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The Collegian

The Student News Site of Tarrant County College

The Collegian

The Student News Site of Tarrant County College

The Collegian

Celebrities visit Sundance for films

Bill Paxton, Steve Berra and Patrick Fugit at the film festival.  Photo by Sara Pintilie/The Collegian
Bill Paxton, Steve Berra and Patrick Fugit at the film festival. Photo by Sara Pintilie/The Collegian

Reviews by Sara Pintilie/reporter

Bill Paxton, Steve Berra and Patrick Fugit at the film festival.  Photo by Sara Pintilie/The Collegian
Bill Paxton, Steve Berra and Patrick Fugit at the film festival. Photo by Sara Pintilie/The Collegian

The first annual Lone Star International Film Festival was held in Sundance Square Nov. 7-11. The event featured screenings of more than 60 international, mainstream and local films. Celebrities, directors and producers made appearances at screenings, parties and red carpet events to show their support.

The Education of Charlie Banks (4 stars)
Directed By Fred Durst
Starring Jason Ritter, Jesse Eisenberg and Eva Amurri
100 minutes

Nestled in Greenwich Village in the ’80s, The Education of Charlie Banks centers around Charlie (Eisenberg), his best friend Danny (Chris Marquette) and the charismatic bully Mick (Ritter). Charlie witnesses Mick beating a few guys unconscious, and years later, Mick shows up at his campus looking for friendship. The acting is phenomenal, especially Ritter, and Durst’s character creates a tension between Mick and Charlie that creatively drives the plot. For a directorial debut, Durst creates a modest, yet oddly powerful film.

Watching the Detectives (3.5 stars)
Directed By Paul Soter
Starring Cillian Murphy and Lucy Liu
91 minutes

A film noir fanatic and rental store owner, Neil (Murphy) spends most of his days lounging around his store watching movies with his misfit friends. Then quirky, femme fatale Violet (Liu) appears and shakes up Neil’s life in this offbeat comedy. This simple film doesn’t reach spectacular but is light, funny and enjoyable. Murphy’s nerdy Neil is a welcomed change from his darker roles, and Liu fits Violet’s bizarre shoes perfectly.

The Good Life (3 stars)
Directed By Steve Berra
Starring Mark Webber, Zooey Deschanel, and Harry Dean Stanton
106 minutes

In a dismal town, Jason (Webber) goes through the motion of his miserable life. He helps out Gus (Stanton), a mentally ill theater owner, and works at a gas station but still feels something missing in his life. He meets Frances (Deschanel) and finds a new light in his life. The movie is a bit long and sluggish, but the performances save the film. Both Webber and Deschanel excel and make this bleak, slow flick a little easier to watch.

Before the Devil Knows You’re Dead (4.5 stars)
Directed By Sidney Lumet
Starring Ethan Hawke, Phillip Seymour Hoffman and Albert Finney
117 minutes

Before the Devil Knows You’re Dead is a beautifully crafted film with a powerful darkness sweeping over the characters and their storylines.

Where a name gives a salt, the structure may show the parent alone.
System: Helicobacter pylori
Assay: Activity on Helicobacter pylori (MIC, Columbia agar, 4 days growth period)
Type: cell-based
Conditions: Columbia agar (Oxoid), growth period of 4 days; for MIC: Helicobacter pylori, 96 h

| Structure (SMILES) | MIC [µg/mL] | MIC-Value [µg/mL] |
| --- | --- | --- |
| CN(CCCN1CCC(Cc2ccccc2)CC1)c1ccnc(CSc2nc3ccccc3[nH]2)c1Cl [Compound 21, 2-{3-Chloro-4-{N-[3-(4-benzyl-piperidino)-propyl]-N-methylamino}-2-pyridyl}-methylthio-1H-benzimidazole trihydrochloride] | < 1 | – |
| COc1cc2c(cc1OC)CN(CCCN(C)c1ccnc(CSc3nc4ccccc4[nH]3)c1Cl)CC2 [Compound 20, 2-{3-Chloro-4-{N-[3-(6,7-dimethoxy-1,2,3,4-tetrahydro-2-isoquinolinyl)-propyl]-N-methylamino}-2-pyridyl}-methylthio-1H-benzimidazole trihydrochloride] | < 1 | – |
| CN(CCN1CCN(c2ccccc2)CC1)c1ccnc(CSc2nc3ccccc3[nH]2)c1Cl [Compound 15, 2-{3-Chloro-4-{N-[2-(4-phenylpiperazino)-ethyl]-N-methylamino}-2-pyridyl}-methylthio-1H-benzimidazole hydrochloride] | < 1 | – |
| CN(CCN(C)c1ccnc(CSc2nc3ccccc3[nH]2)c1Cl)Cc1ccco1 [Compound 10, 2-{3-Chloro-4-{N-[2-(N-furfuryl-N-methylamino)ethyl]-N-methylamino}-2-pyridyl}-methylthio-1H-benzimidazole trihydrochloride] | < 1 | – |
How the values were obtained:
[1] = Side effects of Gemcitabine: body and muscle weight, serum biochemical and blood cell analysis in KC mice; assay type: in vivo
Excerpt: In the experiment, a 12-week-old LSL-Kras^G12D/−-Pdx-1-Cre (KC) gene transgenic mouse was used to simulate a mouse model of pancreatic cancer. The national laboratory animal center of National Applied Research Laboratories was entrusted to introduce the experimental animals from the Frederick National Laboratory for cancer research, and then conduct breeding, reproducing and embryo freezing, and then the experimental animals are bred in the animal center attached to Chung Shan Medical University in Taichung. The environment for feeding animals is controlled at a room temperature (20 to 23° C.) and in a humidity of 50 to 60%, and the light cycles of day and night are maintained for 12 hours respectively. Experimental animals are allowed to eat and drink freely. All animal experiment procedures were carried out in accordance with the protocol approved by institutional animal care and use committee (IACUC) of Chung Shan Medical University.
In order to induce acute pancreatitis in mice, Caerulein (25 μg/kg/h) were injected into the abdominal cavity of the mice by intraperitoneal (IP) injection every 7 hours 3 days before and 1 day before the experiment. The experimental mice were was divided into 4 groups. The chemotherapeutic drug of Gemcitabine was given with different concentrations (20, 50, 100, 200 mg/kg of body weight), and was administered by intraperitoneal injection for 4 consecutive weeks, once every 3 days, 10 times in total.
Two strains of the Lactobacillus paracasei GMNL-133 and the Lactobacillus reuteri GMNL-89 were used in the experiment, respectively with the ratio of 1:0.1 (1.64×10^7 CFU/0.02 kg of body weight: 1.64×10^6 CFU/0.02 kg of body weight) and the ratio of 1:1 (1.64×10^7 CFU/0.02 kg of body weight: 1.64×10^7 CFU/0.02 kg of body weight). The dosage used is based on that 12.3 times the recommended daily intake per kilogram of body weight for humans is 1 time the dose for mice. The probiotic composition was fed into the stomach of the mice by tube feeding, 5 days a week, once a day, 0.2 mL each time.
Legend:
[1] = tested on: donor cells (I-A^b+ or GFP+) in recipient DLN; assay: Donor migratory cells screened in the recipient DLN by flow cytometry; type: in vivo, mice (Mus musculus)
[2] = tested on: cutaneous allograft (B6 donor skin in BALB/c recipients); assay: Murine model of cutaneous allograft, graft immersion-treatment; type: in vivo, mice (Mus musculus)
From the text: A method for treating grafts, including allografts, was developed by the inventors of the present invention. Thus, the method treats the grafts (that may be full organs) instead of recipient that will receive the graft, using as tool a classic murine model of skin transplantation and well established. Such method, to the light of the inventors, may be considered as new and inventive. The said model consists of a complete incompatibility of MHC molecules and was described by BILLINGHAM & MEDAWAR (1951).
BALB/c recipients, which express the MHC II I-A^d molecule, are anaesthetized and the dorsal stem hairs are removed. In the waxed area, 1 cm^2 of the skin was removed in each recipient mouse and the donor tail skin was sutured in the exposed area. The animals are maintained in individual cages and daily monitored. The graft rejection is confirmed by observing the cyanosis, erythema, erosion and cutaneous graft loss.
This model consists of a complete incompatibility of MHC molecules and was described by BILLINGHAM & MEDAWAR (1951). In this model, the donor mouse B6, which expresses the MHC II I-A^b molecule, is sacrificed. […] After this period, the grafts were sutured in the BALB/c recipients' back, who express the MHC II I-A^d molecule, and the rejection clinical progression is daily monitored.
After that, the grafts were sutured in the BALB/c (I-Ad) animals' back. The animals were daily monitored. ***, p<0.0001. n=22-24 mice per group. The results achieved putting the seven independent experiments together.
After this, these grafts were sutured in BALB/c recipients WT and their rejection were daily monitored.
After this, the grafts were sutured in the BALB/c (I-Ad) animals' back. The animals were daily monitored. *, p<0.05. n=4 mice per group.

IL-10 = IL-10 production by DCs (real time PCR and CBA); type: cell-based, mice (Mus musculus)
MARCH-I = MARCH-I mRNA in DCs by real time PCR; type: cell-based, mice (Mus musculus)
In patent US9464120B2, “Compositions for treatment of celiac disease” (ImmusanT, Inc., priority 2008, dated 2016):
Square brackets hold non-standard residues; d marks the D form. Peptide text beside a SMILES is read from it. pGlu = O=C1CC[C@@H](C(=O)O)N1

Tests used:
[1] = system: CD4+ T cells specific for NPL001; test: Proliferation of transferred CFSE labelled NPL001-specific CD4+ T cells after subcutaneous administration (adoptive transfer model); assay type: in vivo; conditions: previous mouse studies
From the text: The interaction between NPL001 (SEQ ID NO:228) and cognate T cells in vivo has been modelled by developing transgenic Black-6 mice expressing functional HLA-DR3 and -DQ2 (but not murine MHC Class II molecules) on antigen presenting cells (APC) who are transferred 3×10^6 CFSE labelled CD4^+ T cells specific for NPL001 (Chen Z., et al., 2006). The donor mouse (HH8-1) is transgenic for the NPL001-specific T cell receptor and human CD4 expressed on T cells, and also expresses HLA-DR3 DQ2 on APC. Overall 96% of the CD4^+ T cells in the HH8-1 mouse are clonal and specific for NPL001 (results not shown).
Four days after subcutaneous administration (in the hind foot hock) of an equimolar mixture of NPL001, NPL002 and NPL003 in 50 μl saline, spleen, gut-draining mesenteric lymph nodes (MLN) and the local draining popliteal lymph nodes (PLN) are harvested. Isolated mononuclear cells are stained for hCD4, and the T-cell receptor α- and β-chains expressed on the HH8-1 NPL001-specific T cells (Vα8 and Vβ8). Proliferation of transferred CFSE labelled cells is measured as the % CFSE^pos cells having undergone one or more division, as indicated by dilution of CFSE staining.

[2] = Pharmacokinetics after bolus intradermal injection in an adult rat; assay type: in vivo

Directed by the legendary Sidney Lumet (12 Angry Men), Before the Devil Knows You’re Dead centers around a botched jewelry heist.

Brothers Hank (Training Day’s Ethan Hawke) and Andy (Capote’s Phillip Seymour Hoffman) plan to rob their parents’ jewelry store, but something goes horribly wrong, and they have to deal with the aftermath.

The title comes from the Irish toast “may you have food and raiment, a soft pillow for you’re head; may you be 40 years in heaven before the devil knows you’re dead.” And the movie illustrates the darkness present even when you think you’re golden.

The movie is jagged, jumping back and forth between timelines and characters’ point of views.

The brothers, their father Charles (Murder on the Orient Express’s Albert Finney) and Hank’s wife (In the Bedroom’s Marisa Tomei) intertwine as what really happened that fateful night unravels.

The story seems confusing, but the way the pieces fit together makes the film enthralling and awe-inspiring.

The cinematography is tight and keeps the tension boiling even in the lulled moments.

This movie is intense. So intense, the audience feels slightly uncomfortable watching the events unfold.
But this intensity draws the moviegoers in and keeps them in an entertaining vice for the duration of the film.

Hoffman is phenomenal as always and Hawke exhibits his true potential, which hasn’t been seen since 2001’s Training Day.

As brothers, they pull off the sibling relationship and rivalry perfectly: Hoffman as the domineering eldest and Hawke as the meek baby of the family.

Hawke’s jitteriness is almost endearing, and the audience finds themselves sympathizing with him when his brother bullies him around.

Hoffman is mesmerizing as he tries to control the situation and keep a certain cool, but underneath the nonchalant appearance is an evil hate that grows as the movie progresses.

But the scene stealer of the film is Finney. His quiet frustration and growing anger transform him into someone else. Charles starts off a lot like Hank but changes into someone like Andy by the end of the film.

The only problem with this film is Tomei. She is an annoyance. But to give her some credit, her character is a bit one-sided and shallow.

Also for fair warning, the film has a graphic sex scene in its opening sequence, so it is definitely not for the younger viewers.

Before the Devil Knows You’re Dead is a must see this holiday season if you can find it in the metroplex.

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